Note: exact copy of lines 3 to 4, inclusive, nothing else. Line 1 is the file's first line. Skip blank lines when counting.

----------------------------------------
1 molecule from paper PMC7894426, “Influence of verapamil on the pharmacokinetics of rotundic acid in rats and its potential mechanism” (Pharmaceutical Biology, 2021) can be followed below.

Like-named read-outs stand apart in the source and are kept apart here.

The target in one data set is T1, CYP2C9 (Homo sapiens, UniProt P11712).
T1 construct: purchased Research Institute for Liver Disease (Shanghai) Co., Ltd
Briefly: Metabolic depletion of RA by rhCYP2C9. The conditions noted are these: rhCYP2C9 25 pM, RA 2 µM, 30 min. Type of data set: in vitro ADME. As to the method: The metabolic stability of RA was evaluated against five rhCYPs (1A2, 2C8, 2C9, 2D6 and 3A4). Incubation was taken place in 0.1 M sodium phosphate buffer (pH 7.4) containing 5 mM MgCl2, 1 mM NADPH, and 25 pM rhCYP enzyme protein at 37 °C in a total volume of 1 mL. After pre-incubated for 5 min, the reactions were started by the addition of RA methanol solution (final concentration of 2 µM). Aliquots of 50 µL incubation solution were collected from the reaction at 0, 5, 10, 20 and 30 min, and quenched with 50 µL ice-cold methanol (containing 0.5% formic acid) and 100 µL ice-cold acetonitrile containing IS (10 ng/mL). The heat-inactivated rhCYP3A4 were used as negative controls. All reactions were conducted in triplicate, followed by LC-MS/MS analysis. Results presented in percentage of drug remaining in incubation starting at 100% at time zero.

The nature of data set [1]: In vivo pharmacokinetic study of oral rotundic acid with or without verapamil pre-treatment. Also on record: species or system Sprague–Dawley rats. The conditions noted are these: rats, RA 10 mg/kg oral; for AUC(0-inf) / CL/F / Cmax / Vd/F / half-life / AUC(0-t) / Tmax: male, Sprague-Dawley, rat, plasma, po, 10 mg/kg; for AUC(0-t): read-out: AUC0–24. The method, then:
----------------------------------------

The target in one data set is T1, CYP2C9 (Homo sapiens, UniProt P11712).
T1 construct: purchased Research Institute for Liver Disease (Shanghai) Co., Ltd